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Heaps & Priority Queues



Coding Patterns: Two Heaps

Heaps And Maps - InterviewBit

Implement A Binary Heap - An Efficient Implementation of The Priority Queue ADT (Abstract Data Type)

Heap Visualization

A heap is a specialized binary tree. Specifically, it is a complete binary tree. The keys must satisfy the heap property — the key at each node is at least as great as the keys stored at its children. (Min and Max heaps are complete binary trees with some unique properties)

A max-heap can be implemented as an array; the children of the node at index i are at indices 2i + 1 and 2i + 2. The array representation for the max-heap in Figure [561, 314, 401, 28, 156, 359, 271, 11, 3].

A max-heap supports O(log n) insertions, O(1) time lookup for the max element, and O(log n) deletion of the max element. The extract-max operation is defined to delete and return the maximum element. Searching for arbitrary keys has O(n) time complexity.

A heap is sometimes referred to as a priority queue because it behaves like a queue, with one difference: each element has a “priority” associated with it, and deletion removes the element with the highest priority.

The min-heap is a completely symmetric version of the data structure and supports O(1) timelookups for the minimum element.

Screenshot 2021-10-02 at 18.52.22.png

A heap, as an implementation of a priority queue, is a good tool for solving problems that involve extremes, like the most or least of a given metric.

There are other words that indicate a heap might be useful:

  • Largest
  • Smallest
  • Biggest
  • Smallest
  • Best
  • Worst
  • Top
  • Bottom
  • Maximum
  • Minimum
  • Optimal

Whenever a problem statement indicates that you’re looking for some extreme element, it’s worthwhile to think about whether a priority queue would be useful.

Representation as an array

  • Root node, i = 0 is the first item of the array
  • A left child node, left(i) = 2i + 1
  • A right child node, right(i) = 2i + 2
  • A parent node, parent(i) = (i-1) / 2

Screenshot 2021-10-03 at 08.03.11.png

Time complexity

Screenshot 2021-08-17 at 05.30.39.png

  • Get Max or Min Element
    • The Time Complexity of this operation is O(1).
  • Remove Max or Min Element
    • The time complexity of this operation is O(Log n) because we need to maintain the max/mix at their root node, which takes Log n operations.
  • Insert an Element
    • Time Complexity of this operation is O(Log n) because we insert the value at the end of the tree and traverse up to remove violated property of min/max heap.
        Heap                  Sorted array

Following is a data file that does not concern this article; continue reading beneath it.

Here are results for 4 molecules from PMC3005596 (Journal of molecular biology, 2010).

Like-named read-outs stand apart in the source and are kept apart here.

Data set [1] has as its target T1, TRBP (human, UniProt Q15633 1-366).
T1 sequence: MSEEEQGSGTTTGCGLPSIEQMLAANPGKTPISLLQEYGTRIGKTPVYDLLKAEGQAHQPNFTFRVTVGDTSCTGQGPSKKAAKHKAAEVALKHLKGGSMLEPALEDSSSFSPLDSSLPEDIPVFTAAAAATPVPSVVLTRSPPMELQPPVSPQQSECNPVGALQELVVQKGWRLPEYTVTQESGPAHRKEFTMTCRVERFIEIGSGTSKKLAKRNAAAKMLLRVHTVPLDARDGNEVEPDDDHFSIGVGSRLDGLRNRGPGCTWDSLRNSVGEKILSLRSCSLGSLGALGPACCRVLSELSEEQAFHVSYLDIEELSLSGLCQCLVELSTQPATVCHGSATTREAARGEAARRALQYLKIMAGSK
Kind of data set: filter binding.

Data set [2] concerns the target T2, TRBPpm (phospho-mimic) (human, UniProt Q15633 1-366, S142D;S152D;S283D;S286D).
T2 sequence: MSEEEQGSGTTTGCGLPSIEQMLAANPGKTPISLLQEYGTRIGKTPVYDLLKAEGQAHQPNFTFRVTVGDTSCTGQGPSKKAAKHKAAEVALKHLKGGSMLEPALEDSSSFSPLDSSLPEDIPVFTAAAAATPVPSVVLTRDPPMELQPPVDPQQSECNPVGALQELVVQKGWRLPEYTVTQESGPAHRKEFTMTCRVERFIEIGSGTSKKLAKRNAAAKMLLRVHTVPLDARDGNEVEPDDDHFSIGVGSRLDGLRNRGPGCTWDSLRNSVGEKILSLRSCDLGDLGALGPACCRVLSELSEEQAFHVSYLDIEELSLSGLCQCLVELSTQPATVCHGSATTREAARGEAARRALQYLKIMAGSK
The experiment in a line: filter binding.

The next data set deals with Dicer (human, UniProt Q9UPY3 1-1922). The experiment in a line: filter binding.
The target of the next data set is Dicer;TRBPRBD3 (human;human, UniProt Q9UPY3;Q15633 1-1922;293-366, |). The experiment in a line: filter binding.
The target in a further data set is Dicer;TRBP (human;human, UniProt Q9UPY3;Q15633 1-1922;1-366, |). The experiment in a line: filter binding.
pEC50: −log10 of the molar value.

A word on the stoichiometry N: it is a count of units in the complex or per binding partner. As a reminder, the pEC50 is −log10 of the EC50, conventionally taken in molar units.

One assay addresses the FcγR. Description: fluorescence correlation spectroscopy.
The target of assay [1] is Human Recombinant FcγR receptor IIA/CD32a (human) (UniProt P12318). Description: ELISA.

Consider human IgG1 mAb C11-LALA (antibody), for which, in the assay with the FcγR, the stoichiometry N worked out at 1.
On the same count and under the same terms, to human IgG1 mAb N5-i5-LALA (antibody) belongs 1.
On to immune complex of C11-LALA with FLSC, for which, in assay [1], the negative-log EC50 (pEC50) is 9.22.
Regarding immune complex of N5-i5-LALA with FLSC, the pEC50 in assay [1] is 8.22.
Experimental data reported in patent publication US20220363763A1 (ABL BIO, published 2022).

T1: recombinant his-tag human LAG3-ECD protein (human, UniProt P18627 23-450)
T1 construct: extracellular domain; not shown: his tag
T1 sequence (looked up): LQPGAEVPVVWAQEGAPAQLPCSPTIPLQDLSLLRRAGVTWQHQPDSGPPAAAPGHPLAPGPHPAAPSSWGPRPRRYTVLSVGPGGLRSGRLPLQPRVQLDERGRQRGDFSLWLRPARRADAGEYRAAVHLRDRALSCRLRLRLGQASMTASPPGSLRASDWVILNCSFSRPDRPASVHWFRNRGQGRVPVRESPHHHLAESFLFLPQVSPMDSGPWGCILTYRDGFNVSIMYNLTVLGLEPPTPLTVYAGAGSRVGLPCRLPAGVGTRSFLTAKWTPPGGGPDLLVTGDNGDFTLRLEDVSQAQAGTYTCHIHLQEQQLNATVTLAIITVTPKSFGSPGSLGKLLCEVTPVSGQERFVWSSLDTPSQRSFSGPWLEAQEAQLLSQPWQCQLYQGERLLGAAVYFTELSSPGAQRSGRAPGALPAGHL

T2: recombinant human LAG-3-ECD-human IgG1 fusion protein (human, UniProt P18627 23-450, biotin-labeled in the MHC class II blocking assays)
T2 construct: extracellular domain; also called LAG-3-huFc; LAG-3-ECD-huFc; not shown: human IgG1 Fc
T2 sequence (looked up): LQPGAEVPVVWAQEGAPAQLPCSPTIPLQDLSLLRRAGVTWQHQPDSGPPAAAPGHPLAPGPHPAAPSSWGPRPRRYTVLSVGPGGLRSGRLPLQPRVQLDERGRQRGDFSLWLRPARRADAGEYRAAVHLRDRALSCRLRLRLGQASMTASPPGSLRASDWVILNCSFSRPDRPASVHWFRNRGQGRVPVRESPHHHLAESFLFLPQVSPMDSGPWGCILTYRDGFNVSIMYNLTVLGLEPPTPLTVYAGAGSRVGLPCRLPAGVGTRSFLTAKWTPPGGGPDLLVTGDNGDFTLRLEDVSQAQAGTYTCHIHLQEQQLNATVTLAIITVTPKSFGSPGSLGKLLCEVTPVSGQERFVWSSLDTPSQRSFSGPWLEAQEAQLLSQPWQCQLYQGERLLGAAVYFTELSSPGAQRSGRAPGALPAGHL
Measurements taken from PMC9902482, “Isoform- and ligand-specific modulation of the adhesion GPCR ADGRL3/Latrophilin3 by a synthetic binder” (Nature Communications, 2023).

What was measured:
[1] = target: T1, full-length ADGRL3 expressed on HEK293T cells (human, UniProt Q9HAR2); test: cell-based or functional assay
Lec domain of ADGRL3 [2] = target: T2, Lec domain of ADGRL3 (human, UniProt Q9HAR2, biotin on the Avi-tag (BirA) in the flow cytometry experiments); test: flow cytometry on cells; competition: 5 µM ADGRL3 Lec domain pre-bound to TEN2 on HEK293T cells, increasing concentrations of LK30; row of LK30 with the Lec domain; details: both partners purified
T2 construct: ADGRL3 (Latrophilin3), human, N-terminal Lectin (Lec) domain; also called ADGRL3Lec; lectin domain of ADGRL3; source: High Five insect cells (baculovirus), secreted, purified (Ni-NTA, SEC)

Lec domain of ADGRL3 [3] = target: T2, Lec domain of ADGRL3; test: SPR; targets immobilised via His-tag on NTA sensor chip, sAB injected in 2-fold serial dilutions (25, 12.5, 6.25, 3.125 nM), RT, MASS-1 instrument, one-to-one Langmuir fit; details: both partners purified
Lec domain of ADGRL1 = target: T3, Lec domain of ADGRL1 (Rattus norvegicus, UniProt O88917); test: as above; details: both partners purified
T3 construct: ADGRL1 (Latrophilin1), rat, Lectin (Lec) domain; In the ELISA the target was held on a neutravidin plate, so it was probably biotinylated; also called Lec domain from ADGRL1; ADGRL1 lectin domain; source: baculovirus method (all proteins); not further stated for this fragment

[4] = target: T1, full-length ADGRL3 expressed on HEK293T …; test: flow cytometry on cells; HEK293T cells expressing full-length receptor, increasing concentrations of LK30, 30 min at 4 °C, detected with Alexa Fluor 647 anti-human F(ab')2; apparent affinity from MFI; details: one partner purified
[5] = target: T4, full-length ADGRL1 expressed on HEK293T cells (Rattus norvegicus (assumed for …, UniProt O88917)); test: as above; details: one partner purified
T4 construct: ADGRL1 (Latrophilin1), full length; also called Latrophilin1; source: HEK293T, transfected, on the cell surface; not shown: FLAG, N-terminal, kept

Average  Worst case   Average   Worst case

Space   O(n)     O(n)         O(n)      O(n)

Search  O(n)     O(n)         O(log n)  O(log n)

Insert* O(1)     **O(log n)**     O(n)      O(n)

Delete* O(log n) **O(log n)**     O(n)      O(n)


🌳 Prim's Minimum Spanning Tree Algorithm *

  • n smallest value → min heap, n largest value → max heap

  • Kth Largest Number in a Stream

  • Continuous Median

  • Meeting Rooms II/Laptop Rentals

    Meeting Rooms II
    Given an array of meeting time intervals consisting of start and end times:
    [[s1,e1],[s2,e2],...] (si < ei), find the minimum number of conference rooms required.
    from typing import List
    import heapq
    Laptop Rentals:
    You're given a list of time intervals during which students at a school need a laptop.
    These time intervals are represented by pairs of integers [start, end], where 0 <= start < end.
    However, start and end don't represent real times; therefore, they may be greater than 24.
    No two students can use a laptop at the same time, but immediately after a student is done using a laptop,
        another student can use that same laptop. For example, if one student rents a laptop during the time interval [0, 2],
        another student can rent the same laptop during any time interval starting with 2.
    Write a function that returns the minimum number of laptops that the school needs to rent
     such that all students will always have access to a laptop when they need one.
    Sample Input
        times =
        [0, 2],
        [1, 4],
        [4, 6],
        [0, 4],
        [7, 8],
        [9, 11],
        [3, 10],
    Sample Output
    # this can be optimized futher plus variables have been overused:
    # this is to help in undertanding the solution
    # time O(n log(n)) | space O(n)
    class Solution:
        def minMeetingRooms(self, intervals: List[List[int]]):
            if not intervals:
                return 0
            # sort meetings by starting time
            intervals.sort(key=lambda x: x[0])